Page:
Should Capitol Hill be looking to Hollywood for better scripts?
Actor George Clooney thinks that while Democrats have accomplished a great deal for the U.S., they "have done a terrible job so far" of getting this through to Americans.
At a recent Los Angeles screening of the political thriller The Ides of March, which Clooney co-wrote, produced, directed and stars in, I asked him what he thinks American politics could learn from Hollywood.
"[Democrats] are the worst at explaining what it is they do," Clooney said. "Whether you're a Republican or Democrat, the Republicans laugh at Democrats at how bad they are at selling what their guy does."
And when it comes to certain subjects, Clooney is astonished: "Republicans can sell the shit out of it. They're good at it," he said. "Hollywood could teach a lot to politicians about how to sell, which they don't do very well at all."
Democrats should consult experts who know how to really move people and find out how motion picture studios get people into theater seats, according to Clooney.
"Meet with Harvey Weinstein," he said.
One of the most successful studio heads in history, Weinstein of The Weinstein Company knows what people want to hear and see. He's the mastermind behind such films as Pulp Fiction, Gangs of New York, The Lord of the Rings trilogy, The Aviator, and The King's Speech, which famously secured the Best Picture Academy Award in February over favorite The Social Network.
Clooney isn't purblind when it comes to affairs of state; he's expressed his leanings over the years and personally knows President Barack Obama. Many wonder if he'll ever jump in the ring for real.
Earlier this year, he noted that his debauched past precludes him.
"I didn't live my life in the right way for politics," he told Newsweek.
But then there's Oscar, considered the top win by most in Hollywood. No doubt dealings go on behind the scenes among campaigns vying for box office power and the big bucks a cinch or even a nomination can deliver.
Clooney has received two Best Actor nominations, in 2010 for Up in the Air, and in 2008 for Michael Clayton. He won Best Supporting Actor for Syriana in 2006, the same year he was nominated for Best Director and Best Writing, Original Screenplay for Good Night, and Good Luck.
Of campaigning for the golden statue, the actor recently told Marie Claire that he felt "unclean."
"By the time it's over, you want to do something that makes you feel better," he said.
When I asked him what aspect of filmmaking -- producing, directing, acting or writing -- excites him the most, his reply was diplomatic and humble.
"I really enjoy all of it," he said. "I get to work with some of the best in the business...I just feel lucky enough to get to participate, so I don't really pick one. I try not to screw things up too much."
Audiences will be glad Clooney sticks to doing what he does best: making fine entertainment. Ides is the beau ideal of casting, and boasts a crisp script as well as daedal plot coils and shadowy shots reminiscent of 1960s cinema stylings.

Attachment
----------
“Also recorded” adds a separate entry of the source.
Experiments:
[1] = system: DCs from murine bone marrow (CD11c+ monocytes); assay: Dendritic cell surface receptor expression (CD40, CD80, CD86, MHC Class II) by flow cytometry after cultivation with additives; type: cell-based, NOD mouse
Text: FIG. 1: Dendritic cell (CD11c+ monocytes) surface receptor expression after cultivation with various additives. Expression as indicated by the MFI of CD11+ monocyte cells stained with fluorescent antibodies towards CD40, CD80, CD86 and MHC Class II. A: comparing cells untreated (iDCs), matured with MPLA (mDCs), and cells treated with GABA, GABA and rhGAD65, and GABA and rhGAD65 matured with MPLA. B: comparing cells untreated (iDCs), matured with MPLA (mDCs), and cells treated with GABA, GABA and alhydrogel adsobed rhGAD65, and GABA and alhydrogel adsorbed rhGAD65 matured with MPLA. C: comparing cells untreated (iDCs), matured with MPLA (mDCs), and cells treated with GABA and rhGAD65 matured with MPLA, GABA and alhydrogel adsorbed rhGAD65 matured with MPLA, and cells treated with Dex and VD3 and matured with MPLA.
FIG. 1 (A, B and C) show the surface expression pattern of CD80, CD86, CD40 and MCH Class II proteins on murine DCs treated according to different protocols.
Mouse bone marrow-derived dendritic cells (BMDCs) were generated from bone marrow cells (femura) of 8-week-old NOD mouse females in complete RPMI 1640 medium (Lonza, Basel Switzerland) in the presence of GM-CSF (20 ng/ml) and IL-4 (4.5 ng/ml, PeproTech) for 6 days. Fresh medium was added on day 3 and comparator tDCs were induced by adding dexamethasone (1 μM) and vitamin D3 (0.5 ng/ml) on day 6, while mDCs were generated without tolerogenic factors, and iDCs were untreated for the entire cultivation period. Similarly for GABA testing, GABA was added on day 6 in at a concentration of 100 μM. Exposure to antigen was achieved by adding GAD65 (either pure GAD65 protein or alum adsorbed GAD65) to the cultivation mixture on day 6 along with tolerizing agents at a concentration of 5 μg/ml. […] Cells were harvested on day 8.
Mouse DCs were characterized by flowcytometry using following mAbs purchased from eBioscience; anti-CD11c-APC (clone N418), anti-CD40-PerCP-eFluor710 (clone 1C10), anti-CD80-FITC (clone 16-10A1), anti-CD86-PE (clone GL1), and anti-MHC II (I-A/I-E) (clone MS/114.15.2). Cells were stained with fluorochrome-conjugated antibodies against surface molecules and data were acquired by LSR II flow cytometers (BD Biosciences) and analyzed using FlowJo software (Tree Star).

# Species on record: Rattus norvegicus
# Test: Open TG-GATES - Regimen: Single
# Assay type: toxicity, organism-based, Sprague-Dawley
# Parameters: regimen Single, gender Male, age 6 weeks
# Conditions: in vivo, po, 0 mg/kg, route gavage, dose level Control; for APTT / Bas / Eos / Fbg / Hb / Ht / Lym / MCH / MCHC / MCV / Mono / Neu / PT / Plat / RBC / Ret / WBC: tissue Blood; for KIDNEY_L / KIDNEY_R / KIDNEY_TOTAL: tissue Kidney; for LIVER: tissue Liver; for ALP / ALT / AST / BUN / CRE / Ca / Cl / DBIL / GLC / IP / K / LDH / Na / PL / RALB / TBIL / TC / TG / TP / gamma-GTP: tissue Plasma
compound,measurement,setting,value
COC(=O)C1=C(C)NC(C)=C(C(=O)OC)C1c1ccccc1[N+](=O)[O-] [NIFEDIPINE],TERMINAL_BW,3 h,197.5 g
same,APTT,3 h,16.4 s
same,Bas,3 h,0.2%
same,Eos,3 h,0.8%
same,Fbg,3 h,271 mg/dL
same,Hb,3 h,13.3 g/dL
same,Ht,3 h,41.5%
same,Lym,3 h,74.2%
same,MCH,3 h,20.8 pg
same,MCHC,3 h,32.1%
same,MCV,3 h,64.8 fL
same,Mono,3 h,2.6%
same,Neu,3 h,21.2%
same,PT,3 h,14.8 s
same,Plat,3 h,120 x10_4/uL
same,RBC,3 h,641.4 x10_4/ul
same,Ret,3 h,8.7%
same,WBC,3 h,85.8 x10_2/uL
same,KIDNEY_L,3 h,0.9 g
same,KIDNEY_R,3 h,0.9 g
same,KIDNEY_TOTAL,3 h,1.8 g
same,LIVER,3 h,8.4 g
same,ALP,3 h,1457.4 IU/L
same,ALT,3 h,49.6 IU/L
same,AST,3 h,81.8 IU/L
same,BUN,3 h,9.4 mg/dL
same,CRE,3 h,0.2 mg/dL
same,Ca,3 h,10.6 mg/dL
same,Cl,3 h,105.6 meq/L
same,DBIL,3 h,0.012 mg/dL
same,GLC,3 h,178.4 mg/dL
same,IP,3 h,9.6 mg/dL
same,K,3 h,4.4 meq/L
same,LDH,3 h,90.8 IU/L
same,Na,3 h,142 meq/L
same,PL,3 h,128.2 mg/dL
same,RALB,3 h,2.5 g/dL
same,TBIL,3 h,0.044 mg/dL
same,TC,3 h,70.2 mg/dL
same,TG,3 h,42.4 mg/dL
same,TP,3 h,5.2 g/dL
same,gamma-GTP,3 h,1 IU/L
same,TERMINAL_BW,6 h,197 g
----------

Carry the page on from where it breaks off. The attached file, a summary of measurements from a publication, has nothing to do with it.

Clooney portrays modernly debonair, straight-forward Mike Morris, a governor prepping for the Ohio Democratic presidential primary taking place on the ides -- the 15th -- of March.
With the looming date of which to beware (as Shakespeare, of course, warned in Julius Caesar there would be grand betrayal by conspirators), the dangling possibility of hard-won career aspirations realized post primaries places ambitious press secretary Stephen "Stevie" Myers (Ryan Gosling, at his career best) into superego free fall after one false move involving Tom Duffy (Paul Giamatti), the there's-more-effrontery-where-that-came-from campaign manager of Morris's opponent.
Amid a tug-of-war over a key endorsement from Senator Thompson (Jeffrey Wright), Stevie is soon staring down tumult and at the center of power plays whipped around by reporter Ida Horowicz (Marisa Tomei), Duffy, and Morris's campaign manager, Paul Zara, who is portrayed by Philip Seymour Hoffman with such convincement one can just about smell the cheap coffee on his breath.
Finding her high heel smeared in the gasoline about to be lit on fire is Molly (Evan Rachel Wood), a fresh-faced campaign intern whose father is Democratic National Committee Chairman Jack Stearns (Gregory Itzin).
But the final, megawatt face-off goes down between the two people who have the most at stake when and if the ends truly justify the means, with a secret of severe malfeasance between them that would not only upend the campaign but also many lives.
The film draws from Beau Willimon's Farragut North, a play loosely based on Howard Dean's 2004 Democratic primary campaign.
As for nonfiction politics of late, it remains to be seen if Democrat and Republican candidates can create smarter, more appealing campaigns in the year ahead that have voters heading to the polls with as much eagerness as when they hit up the cineplex.
One line Stevie delivers in the movie is what many Americans might be thinking of the flannelmouths currently in office, especially given the scandals and massive mismanagements over the past several years: "When you make a mistake, you lose the right to play."
Are you listening, Washington?
The Ides of March opens nationwide Friday, Oct. 7.
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